Betty McWhinnie took her napkin to the podium when she was announced as Whistler’s Citizen of the Year at a Chamber of Commerce luncheon Wednesday.
"This is in case I start to bawl," she said.
McWhinnie, 83, was honoured as citizen of the year for her years of volunteer work in Whistler. McWhinnie was nominated for "her many diverse efforts over the last 19 years," Garry Watson, last year’s citizen of the year said in introductions.
A long-time dedication to the Whistler library board, emergency and community social services societies, Whistler Welcome Week, Elizabeth Manso society, and the Mature Action Committee are just some of the organizations in which McWhinnie has been involved. Most recently she was featured in Pique Newsmagazine as an opponent of the public-private partnership that was proposed for the sewage treatment plant upgrade.
With startled tears McWhinnie accepted the plaque with her name on it. She was even more surprised when Mayor Ken Melamed rose to tell her the municipality is giving her a designated parking spot and an annual bus pass. When she received the phone call on Monday asking her to come to the luncheon McWhinnie said she initially said no, citing a doctor’s appointment.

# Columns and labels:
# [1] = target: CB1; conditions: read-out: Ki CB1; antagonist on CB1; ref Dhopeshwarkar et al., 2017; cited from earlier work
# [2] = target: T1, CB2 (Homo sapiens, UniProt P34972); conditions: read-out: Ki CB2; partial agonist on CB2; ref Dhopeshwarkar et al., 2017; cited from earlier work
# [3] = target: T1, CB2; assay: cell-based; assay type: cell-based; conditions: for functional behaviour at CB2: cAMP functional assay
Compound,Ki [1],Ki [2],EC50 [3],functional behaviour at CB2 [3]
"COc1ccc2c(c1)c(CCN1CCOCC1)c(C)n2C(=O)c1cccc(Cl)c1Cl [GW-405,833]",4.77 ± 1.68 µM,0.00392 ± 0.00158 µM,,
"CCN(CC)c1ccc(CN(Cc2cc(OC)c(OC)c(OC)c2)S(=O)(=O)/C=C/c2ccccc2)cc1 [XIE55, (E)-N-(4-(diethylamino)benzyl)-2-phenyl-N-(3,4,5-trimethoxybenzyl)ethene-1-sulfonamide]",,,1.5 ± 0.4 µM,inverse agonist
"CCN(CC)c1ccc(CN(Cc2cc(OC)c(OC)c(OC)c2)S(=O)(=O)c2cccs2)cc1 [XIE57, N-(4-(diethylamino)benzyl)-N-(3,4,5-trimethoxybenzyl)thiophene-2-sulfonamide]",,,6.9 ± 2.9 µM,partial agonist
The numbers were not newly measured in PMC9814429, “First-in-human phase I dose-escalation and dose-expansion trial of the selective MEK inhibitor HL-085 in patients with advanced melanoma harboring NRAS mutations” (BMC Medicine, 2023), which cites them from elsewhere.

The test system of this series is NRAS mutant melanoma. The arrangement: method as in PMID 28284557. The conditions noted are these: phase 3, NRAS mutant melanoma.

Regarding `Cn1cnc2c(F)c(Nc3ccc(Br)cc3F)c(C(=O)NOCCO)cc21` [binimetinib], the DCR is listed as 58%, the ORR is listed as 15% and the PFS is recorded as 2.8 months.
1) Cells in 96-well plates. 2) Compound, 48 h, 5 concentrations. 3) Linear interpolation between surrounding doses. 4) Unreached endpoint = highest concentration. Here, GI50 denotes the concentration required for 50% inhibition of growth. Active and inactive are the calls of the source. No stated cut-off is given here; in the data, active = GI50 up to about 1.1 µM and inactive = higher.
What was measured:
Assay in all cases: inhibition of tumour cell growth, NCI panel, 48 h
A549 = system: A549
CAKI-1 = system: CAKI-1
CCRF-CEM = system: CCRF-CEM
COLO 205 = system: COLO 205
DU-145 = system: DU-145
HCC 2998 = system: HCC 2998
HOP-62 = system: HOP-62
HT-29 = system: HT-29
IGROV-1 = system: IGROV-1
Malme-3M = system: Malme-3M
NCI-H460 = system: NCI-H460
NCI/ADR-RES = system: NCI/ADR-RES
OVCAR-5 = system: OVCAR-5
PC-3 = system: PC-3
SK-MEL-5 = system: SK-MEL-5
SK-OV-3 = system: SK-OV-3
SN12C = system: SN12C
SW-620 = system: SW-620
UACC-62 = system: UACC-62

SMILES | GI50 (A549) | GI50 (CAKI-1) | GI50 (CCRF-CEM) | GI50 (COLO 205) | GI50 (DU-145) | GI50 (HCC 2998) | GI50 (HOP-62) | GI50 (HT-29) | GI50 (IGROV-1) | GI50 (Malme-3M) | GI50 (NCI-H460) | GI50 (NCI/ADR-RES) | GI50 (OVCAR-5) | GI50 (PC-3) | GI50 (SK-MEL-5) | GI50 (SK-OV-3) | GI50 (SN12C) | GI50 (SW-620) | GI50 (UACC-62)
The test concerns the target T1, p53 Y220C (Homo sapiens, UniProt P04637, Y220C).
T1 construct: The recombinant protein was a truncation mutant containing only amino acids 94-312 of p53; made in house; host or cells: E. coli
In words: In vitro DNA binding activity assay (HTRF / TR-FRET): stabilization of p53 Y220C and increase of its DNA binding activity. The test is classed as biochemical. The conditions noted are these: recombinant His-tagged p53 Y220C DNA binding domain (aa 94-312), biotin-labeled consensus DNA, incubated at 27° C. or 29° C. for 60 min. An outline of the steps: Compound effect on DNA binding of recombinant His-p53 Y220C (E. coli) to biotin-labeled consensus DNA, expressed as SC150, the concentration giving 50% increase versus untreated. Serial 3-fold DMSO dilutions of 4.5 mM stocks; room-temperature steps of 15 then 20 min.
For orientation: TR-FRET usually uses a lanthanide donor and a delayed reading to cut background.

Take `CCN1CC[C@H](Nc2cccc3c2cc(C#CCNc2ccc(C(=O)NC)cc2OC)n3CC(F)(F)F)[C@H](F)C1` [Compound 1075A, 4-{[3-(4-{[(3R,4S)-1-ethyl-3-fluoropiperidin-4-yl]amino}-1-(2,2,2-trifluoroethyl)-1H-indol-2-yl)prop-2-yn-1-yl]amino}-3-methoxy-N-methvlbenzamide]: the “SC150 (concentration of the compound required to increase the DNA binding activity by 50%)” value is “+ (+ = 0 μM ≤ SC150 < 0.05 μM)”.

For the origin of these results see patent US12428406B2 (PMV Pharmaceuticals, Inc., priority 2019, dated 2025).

"I said oh that’s a pleasant surprise but I can’t go."
But with some behind the scenes negotiation between McWhinnie’s daughter Heidi Rode and the Vancouver doctor the appointment was changed so McWhinnie could attend.
A mother of five and ESL and commercial studies teacher at Toronto’s George Brown College for 24 years, McWhinnie also taught in Shanghai in 1983-84.
Greenhouse program advocate Jim Cook; mountain bike enthusiast Tom Thompson; former chamber of commerce president Bernie Lalor-Morton; Ginny and Kerry Dennehy. founders of the Kelty Patrick Dennehy foundation; and Whistler Health Care Foundation chair Marnie Simon were also nominated for the honour.
Presented for 26 years by the Chamber of Commerce, responsibility for the award will rest with Community Foundation of Whistler in the future.